The spread of nuclear weapons is one of the most significant challenges to global security in the twenty-first century. Limiting the proliferation of nuclear weapons and materials may be the key to preventing a nuclear war or a catastrophic act of nuclear terrorism. Going Nuclear offers conceptual, historical, and analytical perspectives on current problems in controlling nuclear proliferation. It includes essays that examine why countries seek nuclear weapons as well as studies of the nuclear programs of India, Pakistan, and South Africa.

Book Chapter - Quarterly Journal: International Security

Preface to Going Nuclear

| January 2010

"Concern over nuclear proliferation is likely to increase in the coming years. Many observers believe that the spread of nuclear weapons to one or two more states will trigger a wave of new nuclear states. More states may turn to nuclear power to meet their energy needs as other sources of energy become more costly or undesirable because they emit carbon that contributes to global climate change. As more nuclear reactors are built, the world's stock of nuclear expertise and fissionable materials is likely to grow."

Why Civil Resistance Works: The Strategic Logic of Nonviolent Conflict

AP Photo

Journal Article - Quarterly Journal: International Security

Why Civil Resistance Works: The Strategic Logic of Nonviolent Conflict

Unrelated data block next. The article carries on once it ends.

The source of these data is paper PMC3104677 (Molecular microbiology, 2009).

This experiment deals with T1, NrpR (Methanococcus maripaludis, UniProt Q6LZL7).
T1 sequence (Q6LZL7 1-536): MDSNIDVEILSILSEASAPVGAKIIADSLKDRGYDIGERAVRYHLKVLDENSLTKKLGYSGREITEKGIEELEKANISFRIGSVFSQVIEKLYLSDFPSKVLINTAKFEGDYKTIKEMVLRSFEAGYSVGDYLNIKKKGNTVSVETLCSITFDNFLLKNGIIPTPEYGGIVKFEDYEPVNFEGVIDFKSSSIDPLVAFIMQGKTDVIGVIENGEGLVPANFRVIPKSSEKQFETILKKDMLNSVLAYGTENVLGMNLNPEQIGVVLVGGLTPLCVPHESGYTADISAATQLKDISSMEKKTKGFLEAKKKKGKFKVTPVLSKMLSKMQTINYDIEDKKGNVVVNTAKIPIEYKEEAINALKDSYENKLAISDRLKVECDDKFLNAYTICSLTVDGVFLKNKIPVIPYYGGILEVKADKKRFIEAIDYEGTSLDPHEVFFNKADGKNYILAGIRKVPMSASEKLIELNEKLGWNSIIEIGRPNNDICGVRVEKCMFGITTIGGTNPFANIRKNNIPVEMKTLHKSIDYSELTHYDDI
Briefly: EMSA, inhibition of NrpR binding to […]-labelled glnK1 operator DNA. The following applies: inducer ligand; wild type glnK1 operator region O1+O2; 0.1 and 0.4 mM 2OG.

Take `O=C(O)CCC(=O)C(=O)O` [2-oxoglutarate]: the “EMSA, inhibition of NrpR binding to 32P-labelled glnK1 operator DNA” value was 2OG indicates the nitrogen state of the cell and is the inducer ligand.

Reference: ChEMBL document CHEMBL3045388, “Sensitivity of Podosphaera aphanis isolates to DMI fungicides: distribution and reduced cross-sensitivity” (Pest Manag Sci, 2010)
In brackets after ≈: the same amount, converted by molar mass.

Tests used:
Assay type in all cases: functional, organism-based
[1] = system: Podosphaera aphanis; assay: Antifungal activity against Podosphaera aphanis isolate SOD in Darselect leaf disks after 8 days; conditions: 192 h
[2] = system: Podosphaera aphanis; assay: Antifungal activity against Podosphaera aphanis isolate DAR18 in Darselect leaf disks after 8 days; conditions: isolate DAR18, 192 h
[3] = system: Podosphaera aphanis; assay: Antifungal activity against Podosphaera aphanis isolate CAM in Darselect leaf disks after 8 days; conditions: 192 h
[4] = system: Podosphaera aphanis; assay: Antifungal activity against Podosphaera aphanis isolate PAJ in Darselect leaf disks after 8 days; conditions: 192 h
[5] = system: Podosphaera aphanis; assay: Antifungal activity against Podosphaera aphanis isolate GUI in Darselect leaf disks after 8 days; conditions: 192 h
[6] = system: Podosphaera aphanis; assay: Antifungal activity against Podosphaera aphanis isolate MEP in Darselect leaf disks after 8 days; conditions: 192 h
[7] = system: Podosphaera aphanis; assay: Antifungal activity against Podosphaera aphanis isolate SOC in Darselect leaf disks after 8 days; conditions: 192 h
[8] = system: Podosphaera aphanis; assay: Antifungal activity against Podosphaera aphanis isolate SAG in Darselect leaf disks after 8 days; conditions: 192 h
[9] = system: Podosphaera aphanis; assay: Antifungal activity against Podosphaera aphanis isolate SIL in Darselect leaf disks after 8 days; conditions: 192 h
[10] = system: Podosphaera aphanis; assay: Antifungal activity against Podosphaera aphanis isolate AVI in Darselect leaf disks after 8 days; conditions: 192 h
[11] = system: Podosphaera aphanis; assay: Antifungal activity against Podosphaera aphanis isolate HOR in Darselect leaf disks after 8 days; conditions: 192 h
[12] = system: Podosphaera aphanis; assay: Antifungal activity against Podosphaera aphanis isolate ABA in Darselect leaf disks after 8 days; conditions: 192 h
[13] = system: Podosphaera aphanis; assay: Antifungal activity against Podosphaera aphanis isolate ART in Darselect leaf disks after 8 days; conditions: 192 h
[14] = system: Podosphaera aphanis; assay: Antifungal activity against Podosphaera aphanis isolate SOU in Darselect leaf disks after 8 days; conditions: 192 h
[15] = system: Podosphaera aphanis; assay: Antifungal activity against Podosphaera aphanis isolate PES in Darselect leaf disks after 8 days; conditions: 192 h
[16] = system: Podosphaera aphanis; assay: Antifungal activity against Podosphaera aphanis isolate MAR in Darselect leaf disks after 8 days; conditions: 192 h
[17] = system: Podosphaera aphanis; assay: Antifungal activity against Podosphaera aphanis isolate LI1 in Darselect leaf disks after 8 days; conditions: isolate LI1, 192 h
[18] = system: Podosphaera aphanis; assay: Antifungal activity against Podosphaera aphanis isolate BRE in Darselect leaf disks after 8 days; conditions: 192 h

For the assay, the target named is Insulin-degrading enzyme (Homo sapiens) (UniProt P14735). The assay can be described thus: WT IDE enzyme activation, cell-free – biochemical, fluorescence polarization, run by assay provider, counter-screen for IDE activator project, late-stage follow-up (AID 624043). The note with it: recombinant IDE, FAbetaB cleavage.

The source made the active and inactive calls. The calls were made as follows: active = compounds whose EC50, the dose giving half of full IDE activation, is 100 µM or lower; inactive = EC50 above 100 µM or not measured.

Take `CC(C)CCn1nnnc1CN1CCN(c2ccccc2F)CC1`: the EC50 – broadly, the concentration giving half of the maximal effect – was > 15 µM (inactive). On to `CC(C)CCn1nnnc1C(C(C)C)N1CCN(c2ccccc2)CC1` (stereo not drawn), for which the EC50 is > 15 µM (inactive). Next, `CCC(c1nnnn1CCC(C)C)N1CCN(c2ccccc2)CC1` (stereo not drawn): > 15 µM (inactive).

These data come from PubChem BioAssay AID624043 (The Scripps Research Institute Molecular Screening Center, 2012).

| Summer 2008

The historical record indicates that nonviolent campaigns have been more successful than armed campaigns in achieving ultimate goals in political struggles, even when used against similar opponents and in the face of repression. Nonviolent campaigns are more likely to win legitimacy, attract widespread domestic and international support, neutralize the opponent's security forces, and compel loyalty shifts among erstwhile opponent supporters than are armed campaigns, which enjoin the active support of a relatively small number of people, offer the opponent a justification for violent counterattacks, and are less likely to prompt loyalty shifts and defections. An original, aggregate data set of all known major nonviolent and violent resistance campaigns from 1900 to 2006 is used to test these claims. These dynamics are further explored in case studies of resistance campaigns in Southeast Asia that have featured periods of both violent and nonviolent resistance.

Announcement

Virtual Book Tour: Worst of the Worst: Dealing with Repressive and Rogue Nations

| Nov. 28, 2007

“This volume makes an unparalleled contribution to the growing and vital field of measurement and human rights. Rotberg offers a useful categorization and assessment of repressive and 'rogue' states, allowing us to measure the extent of repressive state behavior more accurately. His work should embolden external critiques and facilitate more transparent and accountable foreign policy."

Sarah Sewall, Director, Carr Center for Human Rights Policy, Harvard University.

Journal Article - Quarterly Journal: International Security

Warlordism in Comparative Perspective

    Author:
  • Kimberly Marten
| Winter 2006/07

When failed states are ruled by warlords, it impedes the development of stable and secure societies, thwarts economic growth, and threatens international security. The rise and fall of warlordism in Republican China and medieval Europe shows that states can eventually emerge and create successful governments. Warlords remain in power by monopolizing a weak state's limited resources. The international community's attempts to buy off the warlords in Somalia and Afghanistan thus have been particularly counterproductive. Instead, external actors should work with aggrieved citizen groups to motivate them to rise up and create stable, functioning central governments.